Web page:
Getting a haircut is simple. But in the my mind, it carries weight like the new era hurricanes spiraling beyond our control. If you search on google you can find just about anything you’re looking for in the world of hair. I searched “modern mullet thick hair flat tops” or “modern rat tails.” Or my personal favorite, “hipster modern mullet flat top thick hair.”
The truth is I tend to see hair through the lens of a woman. I’m always drawn to how a style looks so much better on a girl. And somehow I think I can pull off just about anything. So when I sit in Kat’s chair to get faded up, all the obsessive tendencies boil up to my mouth. Of course, this leads me to leaving the salon recently with a fairly straight forward haircut, and a huge rat-tail. Easily fixable of course, and its gone now. But the mindset going through the pros and cons of keeping the tail, has depth to it. Yes, I just said the rat-tail on my head had a deeper meaning.
I’m turning thirty-seven this February. I can trace most of these thoughts back to that nugget. The roads I have to cross right now (in my head) carry buckets of new directions, folding and shifting through the haze and blunders beneath my eye of reality. The center still holding, but everywhere a maddening exercise of being slowing nudged to the edge of losing everything I know to be foundational.
Hair, style, the whole upkeep of our appearance is important. I went in to get my haircut believing that if I lost the sense of youth, and cutoff the mohawk mullet I’ve had for seven months, then I had to lay down everything else as well, including my quasi radical leftist political bend. I’m exploring getting my real estate license. Another piece of this pie which tells me my youth is dead, and I have to stop being cool forever. All this from a rat-tail?? Yeah, pretty much.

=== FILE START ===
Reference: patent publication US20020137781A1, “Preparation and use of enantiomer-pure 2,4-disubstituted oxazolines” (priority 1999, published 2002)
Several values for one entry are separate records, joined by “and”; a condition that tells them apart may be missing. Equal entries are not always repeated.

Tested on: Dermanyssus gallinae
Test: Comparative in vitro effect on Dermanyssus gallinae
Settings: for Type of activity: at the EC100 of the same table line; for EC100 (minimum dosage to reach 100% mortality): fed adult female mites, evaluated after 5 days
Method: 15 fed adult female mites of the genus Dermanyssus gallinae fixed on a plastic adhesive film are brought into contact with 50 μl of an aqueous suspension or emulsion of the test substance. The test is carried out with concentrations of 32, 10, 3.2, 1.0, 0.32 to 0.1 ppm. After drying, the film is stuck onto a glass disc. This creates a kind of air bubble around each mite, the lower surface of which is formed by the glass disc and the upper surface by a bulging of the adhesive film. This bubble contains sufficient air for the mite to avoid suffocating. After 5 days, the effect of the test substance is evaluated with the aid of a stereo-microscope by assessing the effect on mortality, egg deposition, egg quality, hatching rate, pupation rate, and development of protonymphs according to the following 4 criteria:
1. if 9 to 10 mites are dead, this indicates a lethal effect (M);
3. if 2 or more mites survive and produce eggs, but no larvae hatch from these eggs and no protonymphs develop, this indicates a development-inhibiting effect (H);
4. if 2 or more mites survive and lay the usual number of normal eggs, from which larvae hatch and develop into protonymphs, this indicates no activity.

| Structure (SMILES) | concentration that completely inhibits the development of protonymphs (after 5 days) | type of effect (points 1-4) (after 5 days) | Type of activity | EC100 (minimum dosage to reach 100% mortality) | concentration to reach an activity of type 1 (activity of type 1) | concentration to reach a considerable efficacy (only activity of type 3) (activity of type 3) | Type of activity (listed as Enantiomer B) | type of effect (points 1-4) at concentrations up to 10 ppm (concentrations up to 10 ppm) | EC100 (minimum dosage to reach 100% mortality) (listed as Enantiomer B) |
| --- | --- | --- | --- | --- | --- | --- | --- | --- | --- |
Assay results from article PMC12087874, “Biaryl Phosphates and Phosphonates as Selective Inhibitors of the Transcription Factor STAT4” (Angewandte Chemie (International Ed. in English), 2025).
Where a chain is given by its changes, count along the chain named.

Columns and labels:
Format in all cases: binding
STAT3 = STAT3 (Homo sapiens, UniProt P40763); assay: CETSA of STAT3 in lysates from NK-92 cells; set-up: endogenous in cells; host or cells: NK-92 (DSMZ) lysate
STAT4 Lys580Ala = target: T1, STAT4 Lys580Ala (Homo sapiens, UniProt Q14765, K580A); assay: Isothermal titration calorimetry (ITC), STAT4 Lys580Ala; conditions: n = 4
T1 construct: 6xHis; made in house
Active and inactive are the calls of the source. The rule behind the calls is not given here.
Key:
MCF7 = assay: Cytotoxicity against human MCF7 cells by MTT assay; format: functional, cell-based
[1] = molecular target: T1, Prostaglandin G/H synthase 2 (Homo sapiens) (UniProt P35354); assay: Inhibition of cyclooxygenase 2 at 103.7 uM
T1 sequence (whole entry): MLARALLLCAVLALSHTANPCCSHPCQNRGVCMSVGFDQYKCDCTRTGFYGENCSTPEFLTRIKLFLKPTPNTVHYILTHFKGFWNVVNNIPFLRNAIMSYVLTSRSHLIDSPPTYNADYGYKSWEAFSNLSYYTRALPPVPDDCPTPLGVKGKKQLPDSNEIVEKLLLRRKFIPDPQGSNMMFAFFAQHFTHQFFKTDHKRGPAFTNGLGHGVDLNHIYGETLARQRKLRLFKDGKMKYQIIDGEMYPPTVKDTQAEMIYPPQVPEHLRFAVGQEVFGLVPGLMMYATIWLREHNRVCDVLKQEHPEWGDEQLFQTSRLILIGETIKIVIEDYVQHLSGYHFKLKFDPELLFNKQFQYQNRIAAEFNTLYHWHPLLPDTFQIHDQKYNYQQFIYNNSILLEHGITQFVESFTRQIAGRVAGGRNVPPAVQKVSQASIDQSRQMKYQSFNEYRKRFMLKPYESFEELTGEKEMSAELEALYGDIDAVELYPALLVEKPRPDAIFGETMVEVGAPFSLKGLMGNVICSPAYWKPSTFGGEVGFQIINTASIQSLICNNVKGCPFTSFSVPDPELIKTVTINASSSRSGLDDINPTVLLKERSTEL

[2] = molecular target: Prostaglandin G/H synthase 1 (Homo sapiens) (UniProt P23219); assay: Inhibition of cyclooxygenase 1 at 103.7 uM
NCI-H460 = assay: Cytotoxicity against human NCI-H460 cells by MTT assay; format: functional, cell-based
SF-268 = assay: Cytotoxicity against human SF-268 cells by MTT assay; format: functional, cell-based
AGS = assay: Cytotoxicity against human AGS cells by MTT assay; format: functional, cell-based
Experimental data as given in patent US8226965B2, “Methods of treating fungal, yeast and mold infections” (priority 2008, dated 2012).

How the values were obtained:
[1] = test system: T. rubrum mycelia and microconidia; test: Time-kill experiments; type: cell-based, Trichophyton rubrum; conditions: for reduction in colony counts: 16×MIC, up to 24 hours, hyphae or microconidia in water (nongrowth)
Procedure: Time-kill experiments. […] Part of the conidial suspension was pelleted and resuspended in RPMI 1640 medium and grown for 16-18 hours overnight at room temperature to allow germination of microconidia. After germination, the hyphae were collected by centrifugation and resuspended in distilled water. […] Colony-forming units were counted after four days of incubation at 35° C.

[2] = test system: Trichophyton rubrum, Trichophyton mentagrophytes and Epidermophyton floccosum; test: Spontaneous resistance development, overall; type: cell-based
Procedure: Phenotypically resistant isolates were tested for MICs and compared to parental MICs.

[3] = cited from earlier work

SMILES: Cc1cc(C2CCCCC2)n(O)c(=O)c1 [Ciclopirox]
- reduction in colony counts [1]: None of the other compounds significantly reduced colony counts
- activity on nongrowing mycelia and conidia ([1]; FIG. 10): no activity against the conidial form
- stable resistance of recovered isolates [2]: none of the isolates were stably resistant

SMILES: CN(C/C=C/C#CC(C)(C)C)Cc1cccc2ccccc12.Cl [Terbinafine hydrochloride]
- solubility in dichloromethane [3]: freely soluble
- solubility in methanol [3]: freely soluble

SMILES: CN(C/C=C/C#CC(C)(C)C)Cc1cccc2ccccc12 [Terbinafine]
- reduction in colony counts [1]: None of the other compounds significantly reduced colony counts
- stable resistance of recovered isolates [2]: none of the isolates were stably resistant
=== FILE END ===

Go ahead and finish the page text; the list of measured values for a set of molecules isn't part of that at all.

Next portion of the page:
The hair is a symbol of identity. Hell, in many cultures it determines spirituality, or religion. Sets a tone for discipline, politics, and basically how you fit into a category of societies stereotypes. I wanted to be the first rat tailed real estate agent in my zip code, maybe even the whole city. I walk to show a house wearing my tight pants, self cut V- necked inside out T-shirt, my favorite sport jacket, and those beautiful black boots that go passed my ankle and sit below the thick paint leg roll. I haven’t even got to the hair appointment yet, and I’m so far down the road in my head, thinking about what this haircut will say about me. I don’t want a rat-tail, but I must keep it to prove I’m not getting old, and I’m bold enough not to let expectations of the general day-to-day win, ever.
I want to run wild with nature, let my body fly in the open air as my uniquely hairy self becomes one with its true habitat. This isn’t possible if I don’t have a rat-tail, and the proper blend of modern hipster, co-mingling with bohemian life, and just a pinch of stinky hippie. I want that tight wrapped rat-tail to hang beaded on my body, while some armpit haired goddess wraps my lightning in a teepee somewhere we can’t hear cars, or cheap wind chimes. This tail has its own life, its like a parrot on my shoulder. It’s so loud and clear it could have driven home when I walked out of the salon.
The drive, a familiar one. I’ve lived in Knoxville for a while, so in part, it’s a boring as watching someone else literally watch paint dry. Familiarity is cool, but it’ll turn your edge into a low energy baboon. But if you do it wearing a giant rat-tail who whispers sweet young ideals in your ear, its can be glorious for a moment.
Like a seduction expert, the tail, thick, wavy and curly, wrapped far enough over my left shoulder, I could almost put it in my mouth. Quietly it says…